Being unmemorable is bad. Being unmemorable when you’re a car brand’s top model is unforgivable. Today’s Nice Price or Crack Pipe Equus once carried Hyundai’s halo, but you likely never gave these a second thought. Maybe this one’s price will finally make you sit up and take notice.
Someone else’s project. That seems to be a death knell for any car here no matter what the price. It appeared to be especially so when applied to yesterday’s 1990 BMW 318i Touring that had been imported and then “somebody else’s project’d” to the tune of $35,000. Yikes!
Fully 80 percent of you voted the car down in a Crack Pipe loss for that price and, to a certain extent, that reason. Geez, no wonder adoption agencies have such a hard time placing their wards.
Today we’re featuring a car that’s not about the kids. It’s about the grandkids. That’s because this 2014 Hyundai Equus Ultimate is a car that was aimed at what we might call the “active senior crowd.” At least that’s the only people I’ve ever seen driving them outside of Hyundai’s HQ.
The Equus takes its name from the Latin word meaning horse and served for a a time as Hyundai’s halo model. There’s also a disturbing play of the same same name that involves a kid cutting out horse’s eyes. I can see why Hyundai didn’t want to make that connection in any sort of ad campaign for their range-topping car.
In point of fact, I can’t remember any sort of advertising for the car and honestly misidentify the model as a Buick on the rare occasions that I see one. That’s a misstep on my part because on closer examination, the Equus seems to be a pretty swank ride.
The car after all, was intended by Hyundai to compete with the BMW 7 series, Mercedes S-Class and Audi A8’s of the world. No, it didn’t seem to really make an impression in that role and was eventually replaced by Hyundai’s Genesis uber brand. The few cars that did make it off dealer lots do seem to check almost all the right luxury and stately performance boxes.
That means a somewhat nondescript body—here cloaked in elegant Caspian Black—sporting a Mercedes-like nose and plenty of brightwork. The bodywork on this one seems to be perfectly acceptable. There are no major issues visible nor is there any evidence of fading in the paint or top coat peel.
Beneath that is an interior that honestly could be straight out of any of its German competitors. There’s copious quantities of burl wood in here as well as a whole second center stack in the rear armrest to give back seat passengers something to do.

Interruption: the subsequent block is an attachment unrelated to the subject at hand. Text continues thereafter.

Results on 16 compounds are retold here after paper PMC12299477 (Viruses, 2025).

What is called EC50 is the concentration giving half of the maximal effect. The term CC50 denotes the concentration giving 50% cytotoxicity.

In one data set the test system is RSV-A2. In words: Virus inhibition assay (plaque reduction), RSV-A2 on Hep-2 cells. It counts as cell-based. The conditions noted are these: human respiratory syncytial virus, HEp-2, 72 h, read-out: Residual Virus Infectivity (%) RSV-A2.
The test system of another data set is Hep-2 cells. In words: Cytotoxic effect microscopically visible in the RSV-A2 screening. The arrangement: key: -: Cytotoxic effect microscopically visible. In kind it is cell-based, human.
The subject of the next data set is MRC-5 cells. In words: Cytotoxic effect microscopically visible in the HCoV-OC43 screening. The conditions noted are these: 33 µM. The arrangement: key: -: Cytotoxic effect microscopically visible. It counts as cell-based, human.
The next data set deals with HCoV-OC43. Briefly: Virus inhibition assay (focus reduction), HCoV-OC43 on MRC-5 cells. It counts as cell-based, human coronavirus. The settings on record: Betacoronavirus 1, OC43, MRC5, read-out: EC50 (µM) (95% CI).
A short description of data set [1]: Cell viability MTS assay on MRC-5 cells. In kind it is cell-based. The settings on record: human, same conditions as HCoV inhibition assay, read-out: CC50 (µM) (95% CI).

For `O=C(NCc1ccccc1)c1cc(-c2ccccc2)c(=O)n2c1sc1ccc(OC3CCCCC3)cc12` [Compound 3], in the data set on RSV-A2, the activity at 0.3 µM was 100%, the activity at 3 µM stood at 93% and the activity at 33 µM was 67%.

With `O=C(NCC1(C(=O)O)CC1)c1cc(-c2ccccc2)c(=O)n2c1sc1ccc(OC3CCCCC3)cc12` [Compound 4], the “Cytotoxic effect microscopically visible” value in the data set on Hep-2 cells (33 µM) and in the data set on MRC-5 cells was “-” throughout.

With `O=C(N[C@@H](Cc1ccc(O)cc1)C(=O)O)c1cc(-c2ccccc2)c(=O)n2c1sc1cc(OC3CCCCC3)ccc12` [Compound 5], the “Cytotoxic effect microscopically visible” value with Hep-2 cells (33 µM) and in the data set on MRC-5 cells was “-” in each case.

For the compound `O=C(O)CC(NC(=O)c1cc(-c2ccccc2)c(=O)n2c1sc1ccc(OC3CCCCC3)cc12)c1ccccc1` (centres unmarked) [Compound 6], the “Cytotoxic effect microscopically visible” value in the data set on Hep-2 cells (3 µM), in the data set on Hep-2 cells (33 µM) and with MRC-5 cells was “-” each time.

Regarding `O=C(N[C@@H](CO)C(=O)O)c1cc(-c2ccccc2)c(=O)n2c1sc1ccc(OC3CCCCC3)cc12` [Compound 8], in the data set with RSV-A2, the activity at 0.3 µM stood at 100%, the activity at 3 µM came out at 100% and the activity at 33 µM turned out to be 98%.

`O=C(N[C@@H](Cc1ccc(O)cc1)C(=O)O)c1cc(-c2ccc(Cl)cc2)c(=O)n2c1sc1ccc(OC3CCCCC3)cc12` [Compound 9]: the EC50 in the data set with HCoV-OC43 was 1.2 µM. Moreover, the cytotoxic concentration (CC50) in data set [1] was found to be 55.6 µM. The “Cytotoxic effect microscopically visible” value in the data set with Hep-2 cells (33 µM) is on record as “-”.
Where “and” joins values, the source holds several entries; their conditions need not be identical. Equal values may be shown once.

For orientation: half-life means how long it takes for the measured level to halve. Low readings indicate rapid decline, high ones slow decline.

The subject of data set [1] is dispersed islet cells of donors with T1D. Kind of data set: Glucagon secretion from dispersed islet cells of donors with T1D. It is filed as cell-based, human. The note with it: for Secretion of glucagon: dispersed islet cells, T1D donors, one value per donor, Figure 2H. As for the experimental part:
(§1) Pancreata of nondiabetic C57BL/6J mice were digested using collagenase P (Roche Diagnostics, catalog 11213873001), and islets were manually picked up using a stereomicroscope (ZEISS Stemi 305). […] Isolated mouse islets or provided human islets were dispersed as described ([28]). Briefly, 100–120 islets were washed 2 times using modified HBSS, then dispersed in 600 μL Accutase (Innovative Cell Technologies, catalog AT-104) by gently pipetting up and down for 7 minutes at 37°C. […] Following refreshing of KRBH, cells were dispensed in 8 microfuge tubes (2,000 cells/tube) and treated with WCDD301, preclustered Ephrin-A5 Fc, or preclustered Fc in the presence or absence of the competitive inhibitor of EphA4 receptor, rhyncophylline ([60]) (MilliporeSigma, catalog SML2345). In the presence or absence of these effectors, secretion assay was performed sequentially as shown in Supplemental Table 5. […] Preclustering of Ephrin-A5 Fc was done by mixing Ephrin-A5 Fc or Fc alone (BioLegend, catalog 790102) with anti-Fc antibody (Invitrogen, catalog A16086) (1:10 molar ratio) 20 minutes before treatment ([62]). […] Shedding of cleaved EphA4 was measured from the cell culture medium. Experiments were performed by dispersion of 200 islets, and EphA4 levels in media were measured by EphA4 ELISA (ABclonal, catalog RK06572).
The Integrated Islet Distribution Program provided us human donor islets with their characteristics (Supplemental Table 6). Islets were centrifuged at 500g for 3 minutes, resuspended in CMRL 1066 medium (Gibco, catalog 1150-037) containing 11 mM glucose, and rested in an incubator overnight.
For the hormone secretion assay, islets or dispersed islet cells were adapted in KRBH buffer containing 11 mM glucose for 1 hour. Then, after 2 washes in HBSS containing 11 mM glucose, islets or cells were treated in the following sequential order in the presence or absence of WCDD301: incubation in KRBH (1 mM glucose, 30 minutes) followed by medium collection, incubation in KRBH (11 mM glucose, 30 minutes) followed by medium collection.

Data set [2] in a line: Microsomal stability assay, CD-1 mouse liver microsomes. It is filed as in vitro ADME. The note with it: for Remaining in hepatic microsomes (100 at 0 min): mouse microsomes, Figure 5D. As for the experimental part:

The only thing that gives me pause in here is the proximity and similarity in shape of the seat controls on the door and the handle that opens that door. I’d hate to reach over to relax my lumbar and accidentally pop open the door instead, dumping me out on the highway. Yes, I do suffer from irrational fears.
This Equus is claimed to be a top ‘o the heap Ultimate model which means it carries every option short of an automated bidet. There are soft-close doors here, hot and cold running rear seats, and a freaking refrigerator in the rear arm rest to keep your leftovers fresh after a trip to Olive Garden.
Everything looks to be in fine shape here too, and the center screen nav and reversing camera appear to work as they should.
Under the hood lies Hyundai’s 410 horsepower, 5038cc “Tau” V8. Behind that is an eight-speed automatic, which sounds impressive but when I was a kid I had a 10-speed bike so they’ve still got a ways to go.
The dealer offering this Equus claims the car to be “VERY CLEAN” and to carry a clear title. On the down side, it only comes with one key. The only other fly in the ointment here seems to be the car’s somewhat stunning 215,000 miles on the odo. That’s impressive, working out to about 50K per year, but it makes you wonder just how much of the car is left for you. This is also a remarkably complicated car offered by a company that made its name swimming in the shallow end of the pricing pool, so there’s that.
It’s that milage that’s likely driving the car’s low-end of the scale $8,900 asking. When new, this Equus went for somewhere around $70K meaning it’s seen depreciation equatable to that of R. Kelly’s career.
That however, also means that there’s a lot of luxury to be had at a respectively low price. Could This Equus actually be worth it? What do you think, is this Big Hyundai worth $8,900 with all those miles? Or, does the distance doom this horse to a last place finish?
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